Simplest Approach – If the investment project of Cds Swaps has a NPV value higher than Zero then finance managers at Cds Swaps can ACCEPT the project, otherwise they can reject the project. This means that project will deliver higher returns over the period of time than any alternate investment strategy.

In theory if the required rate of return or discount rate is chosen correctly by finance managers at Cds Swaps, then the stock price of the Cds Swaps should change by same amount of the NPV. In real world we know that share price also reflects various other factors that can be related to both macro and micro environment.

In the same vein – accepting the project with zero NPV should result in stagnant share price. Finance managers use discount rates as a measure of risk components in the project execution process.

Sensitivity Analysis

Project selection is often a far more complex decision than just choosing it based on the NPV number. Finance managers at Cds Swaps should conduct a sensitivity analysis to better understand not only the inherent risk of the projects but also how those risks can be either factored in or mitigated during the project execution. Sensitivity analysis helps in –

What can impact the cash flow of the project.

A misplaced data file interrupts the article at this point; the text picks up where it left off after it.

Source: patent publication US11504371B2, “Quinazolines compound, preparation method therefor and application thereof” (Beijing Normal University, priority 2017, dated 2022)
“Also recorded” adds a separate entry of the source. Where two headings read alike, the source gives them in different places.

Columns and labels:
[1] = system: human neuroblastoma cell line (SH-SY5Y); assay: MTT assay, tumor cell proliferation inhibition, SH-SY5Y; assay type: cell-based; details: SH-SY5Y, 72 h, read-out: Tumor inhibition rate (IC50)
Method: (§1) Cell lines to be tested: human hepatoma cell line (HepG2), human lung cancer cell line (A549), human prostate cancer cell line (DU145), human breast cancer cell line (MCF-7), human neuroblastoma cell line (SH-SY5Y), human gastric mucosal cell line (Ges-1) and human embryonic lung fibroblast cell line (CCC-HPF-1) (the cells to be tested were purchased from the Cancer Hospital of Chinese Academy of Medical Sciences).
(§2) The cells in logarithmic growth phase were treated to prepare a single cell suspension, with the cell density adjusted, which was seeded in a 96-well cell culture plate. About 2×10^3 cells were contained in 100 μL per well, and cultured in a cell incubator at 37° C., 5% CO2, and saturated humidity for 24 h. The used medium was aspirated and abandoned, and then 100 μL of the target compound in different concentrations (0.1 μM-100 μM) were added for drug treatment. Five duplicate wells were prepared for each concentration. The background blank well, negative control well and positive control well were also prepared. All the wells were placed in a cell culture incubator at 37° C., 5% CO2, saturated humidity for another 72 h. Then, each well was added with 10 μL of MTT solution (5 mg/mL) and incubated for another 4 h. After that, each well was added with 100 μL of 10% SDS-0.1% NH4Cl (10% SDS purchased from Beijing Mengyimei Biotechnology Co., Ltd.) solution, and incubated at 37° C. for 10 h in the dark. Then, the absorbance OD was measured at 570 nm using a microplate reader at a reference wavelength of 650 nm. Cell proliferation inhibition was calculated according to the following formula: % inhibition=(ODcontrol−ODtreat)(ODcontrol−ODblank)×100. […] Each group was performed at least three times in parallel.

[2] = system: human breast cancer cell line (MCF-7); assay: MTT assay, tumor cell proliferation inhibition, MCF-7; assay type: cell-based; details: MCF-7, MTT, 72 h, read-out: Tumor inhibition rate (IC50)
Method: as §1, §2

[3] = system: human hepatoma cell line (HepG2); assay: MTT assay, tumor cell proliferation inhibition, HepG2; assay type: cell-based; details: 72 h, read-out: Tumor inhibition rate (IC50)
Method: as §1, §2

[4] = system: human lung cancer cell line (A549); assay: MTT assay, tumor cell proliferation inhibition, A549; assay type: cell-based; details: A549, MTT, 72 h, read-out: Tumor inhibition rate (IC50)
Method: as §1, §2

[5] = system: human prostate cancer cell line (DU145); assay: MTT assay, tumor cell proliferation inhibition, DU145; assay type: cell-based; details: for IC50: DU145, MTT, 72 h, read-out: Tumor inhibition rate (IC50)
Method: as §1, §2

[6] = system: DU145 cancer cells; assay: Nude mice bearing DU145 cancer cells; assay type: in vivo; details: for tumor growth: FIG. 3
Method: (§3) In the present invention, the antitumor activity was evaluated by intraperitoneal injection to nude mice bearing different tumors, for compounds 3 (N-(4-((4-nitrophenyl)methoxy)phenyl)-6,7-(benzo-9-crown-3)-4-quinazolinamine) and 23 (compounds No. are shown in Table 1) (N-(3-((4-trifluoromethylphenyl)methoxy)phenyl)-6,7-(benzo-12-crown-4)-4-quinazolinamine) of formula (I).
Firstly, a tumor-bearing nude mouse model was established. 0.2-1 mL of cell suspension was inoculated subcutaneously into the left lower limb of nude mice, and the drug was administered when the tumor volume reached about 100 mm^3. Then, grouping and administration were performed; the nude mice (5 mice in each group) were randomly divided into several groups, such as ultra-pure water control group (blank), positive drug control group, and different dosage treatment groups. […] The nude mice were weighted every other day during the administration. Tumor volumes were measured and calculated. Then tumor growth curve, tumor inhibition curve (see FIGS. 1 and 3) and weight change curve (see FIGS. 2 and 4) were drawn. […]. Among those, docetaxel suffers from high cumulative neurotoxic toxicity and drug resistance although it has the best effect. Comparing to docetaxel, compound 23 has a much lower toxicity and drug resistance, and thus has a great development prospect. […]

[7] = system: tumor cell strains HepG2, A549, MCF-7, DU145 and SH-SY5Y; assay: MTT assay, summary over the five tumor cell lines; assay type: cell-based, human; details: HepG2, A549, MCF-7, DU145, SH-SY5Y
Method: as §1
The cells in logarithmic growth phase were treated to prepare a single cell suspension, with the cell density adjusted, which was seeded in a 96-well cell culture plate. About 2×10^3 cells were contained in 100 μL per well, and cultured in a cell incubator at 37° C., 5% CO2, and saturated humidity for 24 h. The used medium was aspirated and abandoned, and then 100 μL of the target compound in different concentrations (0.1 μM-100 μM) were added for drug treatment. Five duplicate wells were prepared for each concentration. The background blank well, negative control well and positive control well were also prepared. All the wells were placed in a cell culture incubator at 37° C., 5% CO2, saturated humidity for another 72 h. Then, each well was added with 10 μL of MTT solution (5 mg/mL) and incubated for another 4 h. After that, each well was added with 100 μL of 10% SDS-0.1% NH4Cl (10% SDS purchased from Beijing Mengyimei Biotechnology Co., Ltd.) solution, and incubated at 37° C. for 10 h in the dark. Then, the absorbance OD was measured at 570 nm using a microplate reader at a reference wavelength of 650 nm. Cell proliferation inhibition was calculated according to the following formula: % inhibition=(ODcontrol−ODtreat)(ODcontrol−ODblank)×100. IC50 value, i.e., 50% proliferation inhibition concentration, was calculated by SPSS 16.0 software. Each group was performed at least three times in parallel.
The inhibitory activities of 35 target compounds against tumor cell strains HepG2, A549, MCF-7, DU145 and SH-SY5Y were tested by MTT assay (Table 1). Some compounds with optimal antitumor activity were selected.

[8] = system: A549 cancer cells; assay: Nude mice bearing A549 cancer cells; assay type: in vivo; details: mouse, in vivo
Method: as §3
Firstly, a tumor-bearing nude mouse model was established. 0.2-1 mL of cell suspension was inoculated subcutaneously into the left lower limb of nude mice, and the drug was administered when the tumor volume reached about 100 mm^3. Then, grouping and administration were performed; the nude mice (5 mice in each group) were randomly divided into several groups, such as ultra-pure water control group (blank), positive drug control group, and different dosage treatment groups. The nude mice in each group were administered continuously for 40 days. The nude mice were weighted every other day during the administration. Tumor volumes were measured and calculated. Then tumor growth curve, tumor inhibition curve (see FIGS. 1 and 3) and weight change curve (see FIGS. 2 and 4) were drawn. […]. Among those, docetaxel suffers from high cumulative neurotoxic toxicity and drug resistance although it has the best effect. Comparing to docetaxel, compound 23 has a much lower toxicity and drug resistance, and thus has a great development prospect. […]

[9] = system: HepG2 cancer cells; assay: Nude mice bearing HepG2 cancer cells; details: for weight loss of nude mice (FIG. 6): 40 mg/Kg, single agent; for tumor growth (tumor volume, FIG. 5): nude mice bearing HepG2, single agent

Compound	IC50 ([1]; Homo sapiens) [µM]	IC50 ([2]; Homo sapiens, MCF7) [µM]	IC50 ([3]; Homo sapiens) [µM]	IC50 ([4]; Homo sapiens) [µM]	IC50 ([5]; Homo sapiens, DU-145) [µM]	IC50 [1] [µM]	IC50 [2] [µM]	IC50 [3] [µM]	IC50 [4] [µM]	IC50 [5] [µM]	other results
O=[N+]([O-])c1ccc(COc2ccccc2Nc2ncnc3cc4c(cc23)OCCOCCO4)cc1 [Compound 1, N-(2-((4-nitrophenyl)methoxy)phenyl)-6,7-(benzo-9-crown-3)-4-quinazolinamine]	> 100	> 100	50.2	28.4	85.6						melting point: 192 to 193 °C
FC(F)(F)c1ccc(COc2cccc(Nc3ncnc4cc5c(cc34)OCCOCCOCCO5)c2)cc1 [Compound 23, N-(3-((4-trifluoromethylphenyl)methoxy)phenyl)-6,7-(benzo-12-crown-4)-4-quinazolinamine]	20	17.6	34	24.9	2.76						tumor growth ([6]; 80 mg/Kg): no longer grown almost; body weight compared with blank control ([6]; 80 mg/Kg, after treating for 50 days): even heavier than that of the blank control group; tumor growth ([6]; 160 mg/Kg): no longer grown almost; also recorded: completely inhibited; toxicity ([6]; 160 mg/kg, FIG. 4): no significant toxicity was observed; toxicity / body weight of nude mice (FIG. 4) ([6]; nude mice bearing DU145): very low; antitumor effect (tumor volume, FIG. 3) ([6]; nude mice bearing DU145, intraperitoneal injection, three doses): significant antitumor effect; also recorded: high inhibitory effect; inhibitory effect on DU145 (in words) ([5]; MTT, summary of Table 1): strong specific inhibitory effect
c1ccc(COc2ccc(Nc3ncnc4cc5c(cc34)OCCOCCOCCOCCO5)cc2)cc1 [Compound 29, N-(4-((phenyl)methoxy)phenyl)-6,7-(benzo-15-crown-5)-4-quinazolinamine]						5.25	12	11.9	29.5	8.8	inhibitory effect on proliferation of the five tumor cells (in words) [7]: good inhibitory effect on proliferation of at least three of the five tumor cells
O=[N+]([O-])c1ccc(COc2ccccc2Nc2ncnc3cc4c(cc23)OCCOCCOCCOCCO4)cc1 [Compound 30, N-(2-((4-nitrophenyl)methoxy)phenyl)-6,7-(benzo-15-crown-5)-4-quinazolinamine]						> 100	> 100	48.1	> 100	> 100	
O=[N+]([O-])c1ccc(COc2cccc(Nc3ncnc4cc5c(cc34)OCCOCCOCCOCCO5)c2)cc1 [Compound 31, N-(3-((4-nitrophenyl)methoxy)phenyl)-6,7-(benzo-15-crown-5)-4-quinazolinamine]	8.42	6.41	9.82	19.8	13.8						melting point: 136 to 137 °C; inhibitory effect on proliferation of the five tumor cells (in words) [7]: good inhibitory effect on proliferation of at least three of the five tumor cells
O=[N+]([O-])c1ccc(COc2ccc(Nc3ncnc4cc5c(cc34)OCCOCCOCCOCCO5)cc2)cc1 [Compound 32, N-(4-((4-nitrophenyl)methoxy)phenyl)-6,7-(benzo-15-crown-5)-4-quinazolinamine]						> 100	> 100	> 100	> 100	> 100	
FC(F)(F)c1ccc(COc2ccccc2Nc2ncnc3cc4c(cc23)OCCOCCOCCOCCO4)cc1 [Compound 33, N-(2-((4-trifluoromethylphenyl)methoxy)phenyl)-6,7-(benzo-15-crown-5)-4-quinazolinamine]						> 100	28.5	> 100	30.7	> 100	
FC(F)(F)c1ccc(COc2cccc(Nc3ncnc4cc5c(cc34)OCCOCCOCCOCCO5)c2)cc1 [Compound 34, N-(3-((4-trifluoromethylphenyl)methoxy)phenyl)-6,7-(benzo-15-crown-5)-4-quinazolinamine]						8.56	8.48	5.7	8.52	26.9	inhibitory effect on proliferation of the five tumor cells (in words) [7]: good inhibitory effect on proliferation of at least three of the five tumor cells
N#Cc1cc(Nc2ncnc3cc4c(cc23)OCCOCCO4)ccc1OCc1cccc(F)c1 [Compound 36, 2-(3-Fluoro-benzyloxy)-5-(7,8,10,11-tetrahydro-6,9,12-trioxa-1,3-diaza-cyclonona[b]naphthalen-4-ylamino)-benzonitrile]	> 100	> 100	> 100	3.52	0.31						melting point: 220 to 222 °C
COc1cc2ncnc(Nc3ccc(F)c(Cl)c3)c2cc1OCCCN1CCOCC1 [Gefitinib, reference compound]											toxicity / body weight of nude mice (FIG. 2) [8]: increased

Understanding of risks involved in the project.

What are the key aspects of the projects that need to be monitored, refined, and retuned for continuous delivery of projected cash flows.

What will be a multi year spillover effect of various taxation regulations.

What are the uncertainties surrounding the project Initial Cash Outlay (ICO’s). ICO’s often have several different components such as land, machinery, building, and other equipment.

Some of the assumptions while using the Discounted Cash Flow Methods –

Projects are assumed to be Mutually Exclusive – This is seldom the came in modern day giant organizations where projects are often inter-related and rejecting a project solely based on NPV can result in sunk cost from a related project.

Independent projects have independent cash flows – As explained in the marketing project – though the project may look independent but in reality it is not as the brand awareness project can be closely associated with the spending on sales promotions and product specific advertising.




References & Further Readings

Muhammad Fuad Farooqi, Walid Busaba, Zeigham Khokher (2018), "Introduction to Credit Default Swaps Harvard Business Review Case Study. Published by HBR Publications.